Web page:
From larvae to adult stage, University of Florida researchers at the Florida Medical Entomology Laboratory are studying the genetic make up of the Aedes egypti mosquito and how it carries the Zika virus.
"We have brought the virus in and we're looking at various aspects of Zika transmission," said Jorge Rey, Director and Professor of the UF lab.
Rey says the mosquitoes are not born with the virus, they contract it after biting an infected person. The virus has to reproduce inside them in order to pass it on to someone else.
"It's a complicated process that only some mosquitoes can accomplish," added Rey.
Rey believes we will see more isolated cases of the virus in Palm Beach County outside of the transmission zones in Miami-Dade County because people may be infected and not know it.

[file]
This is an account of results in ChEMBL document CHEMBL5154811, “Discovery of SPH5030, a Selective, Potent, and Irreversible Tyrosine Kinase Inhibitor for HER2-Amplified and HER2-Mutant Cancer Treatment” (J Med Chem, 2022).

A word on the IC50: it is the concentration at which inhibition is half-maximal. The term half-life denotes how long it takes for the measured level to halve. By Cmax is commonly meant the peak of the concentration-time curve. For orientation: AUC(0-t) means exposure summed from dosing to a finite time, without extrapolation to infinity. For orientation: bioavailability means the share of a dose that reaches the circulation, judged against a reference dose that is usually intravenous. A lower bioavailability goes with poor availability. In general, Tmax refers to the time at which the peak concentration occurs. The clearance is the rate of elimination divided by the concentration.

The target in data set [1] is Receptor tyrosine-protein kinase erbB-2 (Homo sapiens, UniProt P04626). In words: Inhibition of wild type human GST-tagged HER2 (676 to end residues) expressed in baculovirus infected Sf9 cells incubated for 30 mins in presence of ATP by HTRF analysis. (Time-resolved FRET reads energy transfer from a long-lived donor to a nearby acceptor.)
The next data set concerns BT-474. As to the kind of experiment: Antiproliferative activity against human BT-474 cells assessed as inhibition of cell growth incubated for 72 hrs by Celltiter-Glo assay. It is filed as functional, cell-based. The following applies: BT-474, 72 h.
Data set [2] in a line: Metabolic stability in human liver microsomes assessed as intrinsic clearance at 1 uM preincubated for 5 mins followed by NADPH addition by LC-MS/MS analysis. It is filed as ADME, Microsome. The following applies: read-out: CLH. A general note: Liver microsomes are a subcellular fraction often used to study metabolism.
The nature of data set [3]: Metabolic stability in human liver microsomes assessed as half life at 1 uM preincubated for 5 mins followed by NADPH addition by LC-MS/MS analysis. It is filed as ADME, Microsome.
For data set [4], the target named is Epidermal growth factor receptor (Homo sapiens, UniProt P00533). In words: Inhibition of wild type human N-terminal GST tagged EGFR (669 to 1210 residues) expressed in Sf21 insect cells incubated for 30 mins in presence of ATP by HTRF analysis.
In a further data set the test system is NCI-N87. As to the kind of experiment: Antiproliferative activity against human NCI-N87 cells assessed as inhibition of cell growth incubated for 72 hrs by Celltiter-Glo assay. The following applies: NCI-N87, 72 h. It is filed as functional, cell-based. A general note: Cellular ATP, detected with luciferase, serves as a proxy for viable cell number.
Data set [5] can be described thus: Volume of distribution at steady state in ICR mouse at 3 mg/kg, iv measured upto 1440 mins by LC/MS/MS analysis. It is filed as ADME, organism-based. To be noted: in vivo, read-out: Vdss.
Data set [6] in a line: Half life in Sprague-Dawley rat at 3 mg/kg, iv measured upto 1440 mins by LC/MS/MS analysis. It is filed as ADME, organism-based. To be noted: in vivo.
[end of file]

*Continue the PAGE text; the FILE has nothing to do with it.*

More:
"One of the things with the Zika virus is that most of the people don't even have symptoms. If you're infected you're not home in bed, you're walking around getting bit by more mosquitoes," said Rey.
Releasing genetically modified mosquitoes has come up as a possible solution to reduce the population of Aedes egypti, but Rey believe it won't wipe out Zika.
"In most of these cases, when something like this happens and a population is reduced or eliminated, something else moves in," said Rey.
Like the Aedes albopictus, which can also carry disease. Rey said a cold winter could drastically reduce the spread of Zika, but the most effective way to combat the virus is by eliminating breeding grounds for mosquitoes.
"These are the guys that are going to be breeding in everything that you have around your house that holds water," said Rey as he showed larvae swimming in a container of water. "When these guys become adults and you step out your door, they're going to be right there to bite you."
Rey's team of scientists collected Aedes egypti mosquitoes from the Wynwood area in Miami where the first locally-acquired cases began.
They are studying to see if the mosquitoes have built resistance to insecticide and if there is a way to alter that evolution to make sure they cannot build a tolerance to insecticide sprays.